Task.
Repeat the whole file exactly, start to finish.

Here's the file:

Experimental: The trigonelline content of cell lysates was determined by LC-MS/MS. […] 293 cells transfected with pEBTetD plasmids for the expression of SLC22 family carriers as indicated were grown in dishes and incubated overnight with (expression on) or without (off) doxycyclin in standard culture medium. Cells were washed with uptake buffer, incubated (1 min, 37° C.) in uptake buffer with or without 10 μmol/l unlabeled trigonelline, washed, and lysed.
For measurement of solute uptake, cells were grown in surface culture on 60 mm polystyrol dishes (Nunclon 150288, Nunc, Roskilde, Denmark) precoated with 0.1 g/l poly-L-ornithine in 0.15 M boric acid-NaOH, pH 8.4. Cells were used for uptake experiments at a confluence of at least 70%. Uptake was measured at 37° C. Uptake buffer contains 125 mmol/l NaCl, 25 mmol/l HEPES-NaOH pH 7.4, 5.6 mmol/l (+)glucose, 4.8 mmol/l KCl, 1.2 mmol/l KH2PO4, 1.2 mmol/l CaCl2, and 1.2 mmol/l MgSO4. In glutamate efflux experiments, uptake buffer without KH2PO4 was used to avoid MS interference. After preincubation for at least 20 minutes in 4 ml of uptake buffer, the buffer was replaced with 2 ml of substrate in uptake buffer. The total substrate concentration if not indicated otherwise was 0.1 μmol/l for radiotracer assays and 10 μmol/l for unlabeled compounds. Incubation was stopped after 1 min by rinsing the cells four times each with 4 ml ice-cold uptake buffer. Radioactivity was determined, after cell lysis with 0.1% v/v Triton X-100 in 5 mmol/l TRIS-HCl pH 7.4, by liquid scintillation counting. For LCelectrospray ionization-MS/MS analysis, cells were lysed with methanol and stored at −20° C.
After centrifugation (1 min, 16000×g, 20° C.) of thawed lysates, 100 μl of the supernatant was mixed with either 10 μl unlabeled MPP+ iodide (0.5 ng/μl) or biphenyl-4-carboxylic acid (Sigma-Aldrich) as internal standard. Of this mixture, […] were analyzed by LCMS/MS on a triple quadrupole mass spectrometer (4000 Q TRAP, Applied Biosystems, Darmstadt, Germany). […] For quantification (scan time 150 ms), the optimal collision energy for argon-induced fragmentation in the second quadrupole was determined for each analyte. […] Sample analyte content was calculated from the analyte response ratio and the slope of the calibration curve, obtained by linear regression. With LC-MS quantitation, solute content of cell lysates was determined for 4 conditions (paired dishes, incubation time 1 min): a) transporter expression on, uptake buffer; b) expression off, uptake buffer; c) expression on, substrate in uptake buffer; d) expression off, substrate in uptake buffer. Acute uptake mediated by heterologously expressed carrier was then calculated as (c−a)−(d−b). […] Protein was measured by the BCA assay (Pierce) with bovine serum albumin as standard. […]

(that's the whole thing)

Experimental: The trigonelline content of cell lysates was determined by LC-MS/MS. […] 293 cells transfected with pEBTetD plasmids for the expression of SLC22 family carriers as indicated were grown in dishes and incubated overnight with (expression on) or without (off) doxycyclin in standard culture medium. Cells were washed with uptake buffer, incubated (1 min, 37° C.) in uptake buffer with or without 10 μmol/l unlabeled trigonelline, washed, and lysed.
For measurement of solute uptake, cells were grown in surface culture on 60 mm polystyrol dishes (Nunclon 150288, Nunc, Roskilde, Denmark) precoated with 0.1 g/l poly-L-ornithine in 0.15 M boric acid-NaOH, pH 8.4. Cells were used for uptake experiments at a confluence of at least 70%. Uptake was measured at 37° C. Uptake buffer contains 125 mmol/l NaCl, 25 mmol/l HEPES-NaOH pH 7.4, 5.6 mmol/l (+)glucose, 4.8 mmol/l KCl, 1.2 mmol/l KH2PO4, 1.2 mmol/l CaCl2, and 1.2 mmol/l MgSO4. In glutamate efflux experiments, uptake buffer without KH2PO4 was used to avoid MS interference. After preincubation for at least 20 minutes in 4 ml of uptake buffer, the buffer was replaced with 2 ml of substrate in uptake buffer. The total substrate concentration if not indicated otherwise was 0.1 μmol/l for radiotracer assays and 10 μmol/l for unlabeled compounds. Incubation was stopped after 1 min by rinsing the cells four times each with 4 ml ice-cold uptake buffer. Radioactivity was determined, after cell lysis with 0.1% v/v Triton X-100 in 5 mmol/l TRIS-HCl pH 7.4, by liquid scintillation counting. For LCelectrospray ionization-MS/MS analysis, cells were lysed with methanol and stored at −20° C.
After centrifugation (1 min, 16000×g, 20° C.) of thawed lysates, 100 μl of the supernatant was mixed with either 10 μl unlabeled MPP+ iodide (0.5 ng/μl) or biphenyl-4-carboxylic acid (Sigma-Aldrich) as internal standard. Of this mixture, […] were analyzed by LCMS/MS on a triple quadrupole mass spectrometer (4000 Q TRAP, Applied Biosystems, Darmstadt, Germany). […] For quantification (scan time 150 ms), the optimal collision energy for argon-induced fragmentation in the second quadrupole was determined for each analyte. […] Sample analyte content was calculated from the analyte response ratio and the slope of the calibration curve, obtained by linear regression. With LC-MS quantitation, solute content of cell lysates was determined for 4 conditions (paired dishes, incubation time 1 min): a) transporter expression on, uptake buffer; b) expression off, uptake buffer; c) expression on, substrate in uptake buffer; d) expression off, substrate in uptake buffer. Acute uptake mediated by heterologously expressed carrier was then calculated as (c−a)−(d−b). […] Protein was measured by the BCA assay (Pierce) with bovine serum albumin as standard. […]